O, nobly-born [so-and-so by name], the time hath now come for thee to seek the Path [in reality]. Thy breathing is about to cease. Thy guru hath set thee face to face before with the Clear Light; and now thou art about to experience in its Reality in the Bardo state, wherein all things are like the void and cloudless sky, and the naked, spotless intellect is like unto a transparent vacuum without circumference or centre. At this moment, know thou thyself, and abide in that state.
Cooper gets Lucy interested in Tibet, too.
In Episode 18 (or “Masked Ball”), a distressed Ben Horne watches old home movies and quotes Richard III: “Now is the winter of our discontent made glorious summer by this son of York,” he says, crying and smiling at once, moving to kiss the projected image of his mother. In “The Owls Are Not What They Seem,” an essay in Return to Twin Peaks: New Approaches to Materiality, Theory, and Genre on Television, Sherryl Vint unpacks this moment, pointing out that this is
the soliloquy in which Richard, unhappy in a world that hates him, announces his intention to “prove a villain” since, it seems, he cannot be loved. Ben quotes only the opening line of the soliloquy, the announcement that the period of unhappiness has passed, and his meaning is ambiguous: is the “winter” the period between the disruption of the woods by the hotel, and his new plan to save the woods? Or is the “winter” the present that Ben is about to abandon in favor of an idealized past? Is he converted, or declaring his villainy like Richard III?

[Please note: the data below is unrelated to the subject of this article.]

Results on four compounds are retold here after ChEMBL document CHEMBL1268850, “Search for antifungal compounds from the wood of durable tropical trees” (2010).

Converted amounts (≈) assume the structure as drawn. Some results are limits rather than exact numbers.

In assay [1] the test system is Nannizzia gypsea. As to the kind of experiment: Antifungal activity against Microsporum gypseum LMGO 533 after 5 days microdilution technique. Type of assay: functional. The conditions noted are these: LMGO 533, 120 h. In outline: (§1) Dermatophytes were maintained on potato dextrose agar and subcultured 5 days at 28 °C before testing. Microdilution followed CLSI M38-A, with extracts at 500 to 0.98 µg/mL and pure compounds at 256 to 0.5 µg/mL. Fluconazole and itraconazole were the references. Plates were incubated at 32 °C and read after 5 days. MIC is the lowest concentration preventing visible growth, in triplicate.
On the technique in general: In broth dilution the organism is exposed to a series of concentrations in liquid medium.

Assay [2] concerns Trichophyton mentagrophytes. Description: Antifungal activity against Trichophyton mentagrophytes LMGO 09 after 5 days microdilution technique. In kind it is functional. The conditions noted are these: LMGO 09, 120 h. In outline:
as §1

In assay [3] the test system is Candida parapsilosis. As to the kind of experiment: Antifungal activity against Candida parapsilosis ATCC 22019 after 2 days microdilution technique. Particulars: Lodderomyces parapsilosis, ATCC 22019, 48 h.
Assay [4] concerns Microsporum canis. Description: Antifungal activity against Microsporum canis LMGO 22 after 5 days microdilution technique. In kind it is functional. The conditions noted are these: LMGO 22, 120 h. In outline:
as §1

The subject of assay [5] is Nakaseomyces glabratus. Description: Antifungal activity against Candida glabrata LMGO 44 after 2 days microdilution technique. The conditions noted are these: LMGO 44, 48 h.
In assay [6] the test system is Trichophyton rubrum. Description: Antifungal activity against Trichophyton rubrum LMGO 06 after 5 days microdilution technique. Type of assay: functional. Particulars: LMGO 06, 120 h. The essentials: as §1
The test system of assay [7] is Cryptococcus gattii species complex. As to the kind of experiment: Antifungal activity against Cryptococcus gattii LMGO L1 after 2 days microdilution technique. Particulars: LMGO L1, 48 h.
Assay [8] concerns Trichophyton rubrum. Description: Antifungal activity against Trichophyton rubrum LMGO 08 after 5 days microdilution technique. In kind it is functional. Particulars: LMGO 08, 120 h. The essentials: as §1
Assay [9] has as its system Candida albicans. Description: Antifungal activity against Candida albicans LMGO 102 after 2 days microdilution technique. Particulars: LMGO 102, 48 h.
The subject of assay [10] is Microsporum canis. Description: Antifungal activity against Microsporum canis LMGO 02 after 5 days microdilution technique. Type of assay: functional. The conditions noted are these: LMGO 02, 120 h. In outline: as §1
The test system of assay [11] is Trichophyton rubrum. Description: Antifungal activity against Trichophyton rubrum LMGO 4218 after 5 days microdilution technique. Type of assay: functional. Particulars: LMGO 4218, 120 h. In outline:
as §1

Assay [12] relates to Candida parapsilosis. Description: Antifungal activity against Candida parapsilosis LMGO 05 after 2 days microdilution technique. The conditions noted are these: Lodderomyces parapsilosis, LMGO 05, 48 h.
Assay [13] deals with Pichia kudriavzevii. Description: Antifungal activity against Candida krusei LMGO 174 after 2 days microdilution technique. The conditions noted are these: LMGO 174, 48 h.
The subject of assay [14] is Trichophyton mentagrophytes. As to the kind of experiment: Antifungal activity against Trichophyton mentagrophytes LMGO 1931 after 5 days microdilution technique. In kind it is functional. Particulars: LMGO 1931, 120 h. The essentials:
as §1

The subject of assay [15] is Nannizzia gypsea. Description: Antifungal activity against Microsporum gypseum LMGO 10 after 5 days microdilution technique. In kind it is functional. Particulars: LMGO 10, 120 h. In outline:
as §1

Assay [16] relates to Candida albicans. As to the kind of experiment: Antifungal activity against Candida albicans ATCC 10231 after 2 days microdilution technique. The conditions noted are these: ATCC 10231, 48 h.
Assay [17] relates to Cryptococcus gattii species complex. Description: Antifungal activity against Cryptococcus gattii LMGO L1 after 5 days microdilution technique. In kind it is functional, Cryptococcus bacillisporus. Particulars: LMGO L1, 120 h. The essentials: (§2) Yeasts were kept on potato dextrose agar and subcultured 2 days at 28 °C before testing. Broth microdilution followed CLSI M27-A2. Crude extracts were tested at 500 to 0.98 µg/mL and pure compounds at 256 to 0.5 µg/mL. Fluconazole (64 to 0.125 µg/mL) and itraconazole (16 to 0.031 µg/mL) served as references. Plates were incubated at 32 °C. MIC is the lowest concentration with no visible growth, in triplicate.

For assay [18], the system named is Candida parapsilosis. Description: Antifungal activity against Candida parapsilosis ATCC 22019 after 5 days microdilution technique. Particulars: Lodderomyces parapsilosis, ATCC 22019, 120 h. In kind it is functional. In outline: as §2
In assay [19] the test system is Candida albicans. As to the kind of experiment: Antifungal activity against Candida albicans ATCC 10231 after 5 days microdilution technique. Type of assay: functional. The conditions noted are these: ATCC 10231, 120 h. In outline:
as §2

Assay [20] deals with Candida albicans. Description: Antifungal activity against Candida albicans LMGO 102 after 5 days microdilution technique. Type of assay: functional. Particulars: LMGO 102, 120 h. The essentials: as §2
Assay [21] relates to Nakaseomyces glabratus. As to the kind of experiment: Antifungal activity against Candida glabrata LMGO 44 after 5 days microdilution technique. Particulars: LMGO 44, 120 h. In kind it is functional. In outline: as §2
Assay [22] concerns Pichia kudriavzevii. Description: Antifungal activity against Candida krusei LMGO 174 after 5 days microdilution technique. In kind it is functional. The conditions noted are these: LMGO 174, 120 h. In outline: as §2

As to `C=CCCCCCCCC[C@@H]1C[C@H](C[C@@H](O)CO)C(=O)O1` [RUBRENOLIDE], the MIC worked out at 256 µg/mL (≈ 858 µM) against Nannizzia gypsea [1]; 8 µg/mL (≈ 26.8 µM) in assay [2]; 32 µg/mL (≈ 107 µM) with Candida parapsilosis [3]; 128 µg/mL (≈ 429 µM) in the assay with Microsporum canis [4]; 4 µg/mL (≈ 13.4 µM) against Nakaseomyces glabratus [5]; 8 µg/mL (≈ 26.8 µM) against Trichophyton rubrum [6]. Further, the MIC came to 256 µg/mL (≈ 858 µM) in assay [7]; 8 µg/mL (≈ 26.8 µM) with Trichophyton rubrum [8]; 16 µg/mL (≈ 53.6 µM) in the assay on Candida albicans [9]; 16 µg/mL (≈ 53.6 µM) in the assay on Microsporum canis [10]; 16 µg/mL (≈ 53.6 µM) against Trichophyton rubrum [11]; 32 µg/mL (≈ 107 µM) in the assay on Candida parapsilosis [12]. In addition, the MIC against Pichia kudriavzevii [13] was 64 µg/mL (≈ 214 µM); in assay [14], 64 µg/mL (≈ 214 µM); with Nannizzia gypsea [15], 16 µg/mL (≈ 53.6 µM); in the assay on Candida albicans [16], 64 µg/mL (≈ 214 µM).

By the way, Ben spouts quite a lot of Shakespeare in this series. In “Zen, or the Skill to Catch a Killer” he recites Sonnet 18 (“Shall I compare thee to a Summers day” etc.) to Blackie, the madame at One Eyed Jack’s.
Ben goes on to wheedle the new girl at One Eyed Jack’s with more Shakespeare, this time from The Tempest—”This is such stuff as dreams are made of”—not knowing that the new girl is his daughter Audrey. And don’t forget the alias Audrey uses when she comes to work there: Hester Prynne. (In case you can’t remember anything from high school English, that’s the name of the protagonist of Nathaniel Hawthorne’s The Scarlet Letter.)